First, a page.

Roots stop growing in densely packed hard soils not because they’re physically constrained but because of a chemical signal from the plant hormone ethylene, new research suggests, so turning the signal off might improve stunted crop yields.
The study, published January 15 in Science by a diverse group of researchers from around the world, challenges a decades-long theory that plant roots don’t penetrate as deep in compacted soils because they lack the necessary muscle.
“Our work really turns this whole thing on its head, and it suggests that plants stop before they really need to,” said Malcolm Bennett, senior author of the study and a professor of plant sciences at the University of Nottingham School of Biosciences.
Soil compacts naturally through its own weight and gravity, particularly in deeper areas. But the process has been exacerbated through modern agriculture, as intensified farm operations led to heavier farm equipment and tillage practices. Short crop rotations, intensive grazing and inappropriate soil management can also cause compaction.
The result is the degradation of about 65 million hectares of land worldwide, according to a 2005 literature review, or approximately 160.6 million acres. Compacted soil is more dense and less porous, blocking transportation routes for water and nutrients.
It also limits gas diffusion between roots and their surrounding soils. In the new study, by covering root tips with a barrier that gases couldn’t permeate, the researchers discovered how, when confronted with this conundrum, the plant hormone ethylene becomes trapped in the area around the root tip, ultimately building up in the root tissues. That serves as a stop sign to growing roots, even when they are otherwise able to break through the soil, according to the study.
This reduction in root growth can reduce crop yields by up to one-quarter, the study’s authors note. In the U.K., where Bennett is based, soil compaction costs an estimated 400 million to 650 million euros annually, or about $487 million to $791 million.
“When combined with, for example, drought, when the roots are not able to penetrate the soil and obviously the soil is even harder because of the lack of moisture, you can lose up to 75% of yields,” Bennett said. “So it can be really quite catastrophic.”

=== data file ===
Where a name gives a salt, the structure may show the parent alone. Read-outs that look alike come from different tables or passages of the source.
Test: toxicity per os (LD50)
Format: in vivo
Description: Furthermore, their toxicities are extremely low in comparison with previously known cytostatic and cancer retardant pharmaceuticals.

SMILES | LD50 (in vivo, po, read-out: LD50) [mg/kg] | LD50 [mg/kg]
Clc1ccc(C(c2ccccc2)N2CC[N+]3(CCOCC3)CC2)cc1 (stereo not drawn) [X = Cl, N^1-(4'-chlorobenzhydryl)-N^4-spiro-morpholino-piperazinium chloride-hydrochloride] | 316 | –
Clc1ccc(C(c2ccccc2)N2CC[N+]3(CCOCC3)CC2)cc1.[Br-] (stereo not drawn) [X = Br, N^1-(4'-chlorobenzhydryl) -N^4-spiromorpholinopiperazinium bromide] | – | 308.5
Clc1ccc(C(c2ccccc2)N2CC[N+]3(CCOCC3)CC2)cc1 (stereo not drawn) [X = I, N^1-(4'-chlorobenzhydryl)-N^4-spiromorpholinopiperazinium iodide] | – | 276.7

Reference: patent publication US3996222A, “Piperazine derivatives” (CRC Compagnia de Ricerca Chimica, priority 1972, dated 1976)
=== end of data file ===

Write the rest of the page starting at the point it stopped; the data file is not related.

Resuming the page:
In addition to using sand as well as clay soils, the experiment involved both rice, a model cereal that’s a close relative of many important crops such as wheat and maize, and Arabidopsis, which is similar to canola.
“They’re separated by over 100 million years of evolution, and yet they use the same signal and the same mechanism,” Bennett said. “We’re pretty confident that this is a really conserved mechanism amongst plants that grow in soil. And so we’re pretty confident it should work across most cultivated plants or food crops.”
Subject to funding, in another phase of the research, the team would like to conduct field trials to look at how crops with genetically altered ethylene sensing perform under compacted soil or drought conditions.
“Ethylene as a signal plays several important roles within the plant,” including pathogen response, Bennett explained. “We want to just switch down the ethylene sensing just to where it’s important for soil compaction resistance.”
Another potential way for farmers to put the finding to use would be to select crops that are already ethylene-resistant. In the field, the team is also interested in screening thousands of crops like wheat and maize for natural variants that may be resistant in the roots but sensitive in the shoots.
Bennett credited the diverse specialties of his team, which included different types of scientists and mathematicians, with making the findings possible.
“In contrast to many plant scientists, we actually talked to soil scientists,” he said. “Rather than just study the behavior of the plant, we also studied the behavior of the soil. And by having this kind of integrated viewpoint, we were able to get a more informed understanding of the process.”
The study “Plant roots sense soil compaction through restricted ethylene diffusion,” published Jan. 15 in Science, was authored by Bipin K. Pandey, University of Nottingham; Guoqiang Huang, Shanghai Jiao Tong University; Rahul Bhosale, University of Nottingham; Sjon Hartman, Utrecht University and University of Birmingham; Craig J. Sturrock, University of Nottingham; Lottie Jose, University of Nottingham; Olivier C. Martin, Institute of Plant Sciences Paris-Saclay (IPS2); Michal Karady, Laboratory of Growth Regulators; Laurentius A. C. J. Voesenek, Utrecht University; Karin Ljung, Swedish University of Agricultural Sciences; Jonathan P. Lynch and Kathleen M. Brown, Pennsylvania State University; William R. Whalley, Rothamsted Research; Sacha J. Mooney, University of Nottingham; Dabing Zhang, Shanghai Jiao Tong University and University of Adelaide; and Malcolm J. Bennett, University of Nottingham.